Muscle growth and loss are kept in careful balance during youth, but could blocking a growth inhibitor called myostatin prevent age-related muscle atrophy?
Why do we have myostatin and what is it?
Myostatin is a myogenesis inhibitor, which means it stops stem cells differentiating into muscle cells. The signal strength is dependent on its concentration, and muscle growth and loss is usually kept in careful balance to maintain a balance between resources and strength. After all, if you're starving muscles are a ripe source of energy to survive - but you also need them to catch prey. Muscle drops off as we get older, but it's not certain whether this is a response to damage like dwindling numbers of good quality stem cells.
It's a common doping target
A German boy born with a rare mutation affecting myostatin could lift 3kg at the age of 4. This shows how effective even a modest lowering of the protein can be on muscle formation. Many companies are currently researching ways of inhibiting expression and blocking its activity to treat devastating diseases like muscular dystrophy. Popular supplement creatine might also have protective effects.
New candidate drugs
A startup called Scholar Rock has now unveiled data on a compound called SRK-015 - which inhibits a precursor to myostatin. Without this precursor, the protein fails to form and mature properly. Novartis is also working on an antibody called bimagrumab, in the hopes of treating common muscle-wasting conditions like age-related sarcopenia. Another experimental approach could be gene therapy; Bioviva has developed a gene therapy treatment for delivery of a myostatin inhibitor which looks promising so far.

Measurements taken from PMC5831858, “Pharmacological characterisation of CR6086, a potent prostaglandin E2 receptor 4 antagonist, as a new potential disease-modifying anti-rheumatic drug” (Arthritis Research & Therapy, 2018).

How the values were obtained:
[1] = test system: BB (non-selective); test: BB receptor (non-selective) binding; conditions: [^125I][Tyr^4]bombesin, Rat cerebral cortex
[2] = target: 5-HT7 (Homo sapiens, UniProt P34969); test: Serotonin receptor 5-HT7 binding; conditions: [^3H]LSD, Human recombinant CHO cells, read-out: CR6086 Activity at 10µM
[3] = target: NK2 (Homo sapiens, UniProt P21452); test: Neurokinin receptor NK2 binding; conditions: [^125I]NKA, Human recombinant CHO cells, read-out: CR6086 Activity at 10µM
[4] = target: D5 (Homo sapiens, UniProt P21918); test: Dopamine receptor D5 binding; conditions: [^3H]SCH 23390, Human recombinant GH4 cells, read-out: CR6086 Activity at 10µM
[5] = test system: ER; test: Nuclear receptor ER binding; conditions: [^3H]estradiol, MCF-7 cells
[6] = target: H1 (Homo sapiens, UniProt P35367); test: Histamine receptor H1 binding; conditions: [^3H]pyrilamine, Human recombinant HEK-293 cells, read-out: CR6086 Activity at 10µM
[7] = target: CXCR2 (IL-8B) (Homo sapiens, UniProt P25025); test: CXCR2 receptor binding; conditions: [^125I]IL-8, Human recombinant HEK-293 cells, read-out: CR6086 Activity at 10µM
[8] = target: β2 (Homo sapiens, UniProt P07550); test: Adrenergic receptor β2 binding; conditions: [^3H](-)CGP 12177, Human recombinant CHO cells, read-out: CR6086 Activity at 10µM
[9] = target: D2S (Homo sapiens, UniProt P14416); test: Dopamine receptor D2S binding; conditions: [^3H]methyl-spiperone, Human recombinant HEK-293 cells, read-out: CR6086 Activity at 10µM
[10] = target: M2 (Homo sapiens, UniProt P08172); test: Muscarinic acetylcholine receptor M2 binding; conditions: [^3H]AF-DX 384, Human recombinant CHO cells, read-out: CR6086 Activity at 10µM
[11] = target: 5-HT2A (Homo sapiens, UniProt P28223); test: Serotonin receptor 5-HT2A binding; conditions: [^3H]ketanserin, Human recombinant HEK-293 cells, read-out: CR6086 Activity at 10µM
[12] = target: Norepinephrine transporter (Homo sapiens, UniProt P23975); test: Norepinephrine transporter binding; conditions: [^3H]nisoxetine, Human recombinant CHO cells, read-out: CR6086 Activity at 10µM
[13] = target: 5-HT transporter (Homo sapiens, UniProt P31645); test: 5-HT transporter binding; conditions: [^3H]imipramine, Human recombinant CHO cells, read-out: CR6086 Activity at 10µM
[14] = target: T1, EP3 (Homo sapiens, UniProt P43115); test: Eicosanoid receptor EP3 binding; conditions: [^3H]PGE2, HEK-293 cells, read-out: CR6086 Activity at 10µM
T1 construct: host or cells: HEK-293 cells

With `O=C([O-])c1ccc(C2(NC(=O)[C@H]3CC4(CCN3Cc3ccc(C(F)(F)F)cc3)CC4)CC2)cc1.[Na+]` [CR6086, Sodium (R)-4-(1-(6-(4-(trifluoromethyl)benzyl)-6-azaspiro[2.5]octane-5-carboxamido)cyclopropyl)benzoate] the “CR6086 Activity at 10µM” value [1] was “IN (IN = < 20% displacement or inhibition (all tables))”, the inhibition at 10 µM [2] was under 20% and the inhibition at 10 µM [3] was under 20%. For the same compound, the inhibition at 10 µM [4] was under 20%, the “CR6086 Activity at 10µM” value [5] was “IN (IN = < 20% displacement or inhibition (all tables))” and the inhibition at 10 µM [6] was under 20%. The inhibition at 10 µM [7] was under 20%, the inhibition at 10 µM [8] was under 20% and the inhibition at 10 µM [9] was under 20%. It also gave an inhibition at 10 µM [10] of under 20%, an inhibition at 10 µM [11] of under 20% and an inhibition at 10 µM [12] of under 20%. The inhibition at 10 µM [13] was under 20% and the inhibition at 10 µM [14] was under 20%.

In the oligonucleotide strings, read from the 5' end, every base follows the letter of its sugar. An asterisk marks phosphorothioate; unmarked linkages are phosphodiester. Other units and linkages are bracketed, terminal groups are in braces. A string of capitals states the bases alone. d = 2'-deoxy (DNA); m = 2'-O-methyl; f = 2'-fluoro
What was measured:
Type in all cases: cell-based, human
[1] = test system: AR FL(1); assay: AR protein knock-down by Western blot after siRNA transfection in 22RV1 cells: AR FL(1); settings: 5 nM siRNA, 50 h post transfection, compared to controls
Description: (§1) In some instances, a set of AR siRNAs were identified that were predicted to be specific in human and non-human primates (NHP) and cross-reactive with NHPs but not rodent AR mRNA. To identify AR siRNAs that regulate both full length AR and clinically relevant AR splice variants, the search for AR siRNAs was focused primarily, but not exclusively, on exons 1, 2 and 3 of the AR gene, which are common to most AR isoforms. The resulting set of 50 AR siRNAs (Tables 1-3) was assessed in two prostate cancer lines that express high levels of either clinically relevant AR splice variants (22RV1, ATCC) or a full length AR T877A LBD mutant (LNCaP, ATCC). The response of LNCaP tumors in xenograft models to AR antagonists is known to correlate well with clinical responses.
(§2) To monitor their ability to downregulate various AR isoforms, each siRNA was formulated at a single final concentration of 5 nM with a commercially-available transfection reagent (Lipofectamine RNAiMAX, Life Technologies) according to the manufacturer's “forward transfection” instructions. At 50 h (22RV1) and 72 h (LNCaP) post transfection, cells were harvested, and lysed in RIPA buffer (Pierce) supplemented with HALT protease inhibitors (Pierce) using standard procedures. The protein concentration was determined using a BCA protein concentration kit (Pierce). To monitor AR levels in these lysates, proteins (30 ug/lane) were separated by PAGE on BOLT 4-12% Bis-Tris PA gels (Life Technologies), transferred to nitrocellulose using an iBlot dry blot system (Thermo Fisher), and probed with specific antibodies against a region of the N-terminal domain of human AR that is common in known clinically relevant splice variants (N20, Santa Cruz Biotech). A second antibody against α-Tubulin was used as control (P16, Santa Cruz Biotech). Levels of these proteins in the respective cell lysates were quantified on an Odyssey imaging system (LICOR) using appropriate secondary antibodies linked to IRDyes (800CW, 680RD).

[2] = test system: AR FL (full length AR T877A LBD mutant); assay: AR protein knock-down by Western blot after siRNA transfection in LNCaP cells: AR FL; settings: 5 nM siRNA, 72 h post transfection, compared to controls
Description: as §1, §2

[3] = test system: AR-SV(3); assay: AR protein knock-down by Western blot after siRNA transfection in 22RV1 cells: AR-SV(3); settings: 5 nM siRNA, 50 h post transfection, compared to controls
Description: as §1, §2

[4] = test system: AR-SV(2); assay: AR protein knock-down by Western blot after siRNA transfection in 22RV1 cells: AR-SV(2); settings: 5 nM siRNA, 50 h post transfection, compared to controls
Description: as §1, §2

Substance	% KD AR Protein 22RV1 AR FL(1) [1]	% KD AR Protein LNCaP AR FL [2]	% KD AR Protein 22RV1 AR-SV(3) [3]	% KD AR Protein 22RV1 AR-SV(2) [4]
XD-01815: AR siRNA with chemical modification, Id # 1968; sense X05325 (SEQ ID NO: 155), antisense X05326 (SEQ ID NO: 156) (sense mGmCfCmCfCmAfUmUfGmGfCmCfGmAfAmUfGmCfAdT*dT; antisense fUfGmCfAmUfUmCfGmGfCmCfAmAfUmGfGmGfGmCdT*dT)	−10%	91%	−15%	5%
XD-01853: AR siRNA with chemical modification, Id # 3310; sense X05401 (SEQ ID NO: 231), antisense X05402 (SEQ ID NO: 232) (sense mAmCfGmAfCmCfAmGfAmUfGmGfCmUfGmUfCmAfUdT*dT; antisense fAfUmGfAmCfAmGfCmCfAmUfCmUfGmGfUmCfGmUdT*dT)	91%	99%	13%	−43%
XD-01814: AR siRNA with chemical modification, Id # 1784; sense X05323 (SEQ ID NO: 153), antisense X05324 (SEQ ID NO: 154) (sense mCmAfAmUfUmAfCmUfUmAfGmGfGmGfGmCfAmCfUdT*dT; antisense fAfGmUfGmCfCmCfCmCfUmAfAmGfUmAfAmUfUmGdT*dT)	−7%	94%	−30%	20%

Are there side effects?
One initial concern was that while myostatin inhibits growth, it might also conserve stores of satellite cells that replenish muscle. It was feared massive growth could cause later health problems by depleting the store of replenishing cells. This hasn't been found to be the case so far, and it looks like myostatin prevents wasting more than increasing satellite cell proliferation. It may be certain therapies could actually have wider benefits too; the inhibitor follistatin also has anti-inflammatory benefits.
There is however some data suggesting the muscle growth can cause brittle tendons, which makes muscle injury more likely. Another concern is heart health, as one study found that higher levels of myostatin and a similar protein called GDF11 were associated with a lower risk of death or heart disease. Could lowering this protein further therefore be a bad thing? There are many red herrings in the aging process and it's difficult to differentiate response from cause. Do myostatin inhibitors reverse some aspects of aging, but worsen others? The truth is that we need more detailed long term data, which could reveal which pathways are affected by inhibition.
Is it the best option?
Targeting myostatin works wonders in promoting muscle growth, but just how effective it is at preventing muscular atrophy with age remains to be seen. It might give you larger muscles, but they may atrophy again later on because of problems with the satellite cells which replenish muscle. It may be that replenishing or improving the health of these satellite stores could actually produce better results.
It's a great start, but for a comprehensive solution we still have to delve deeper and fix the fundamental aging processes in cells that give rise to muscle tissue.
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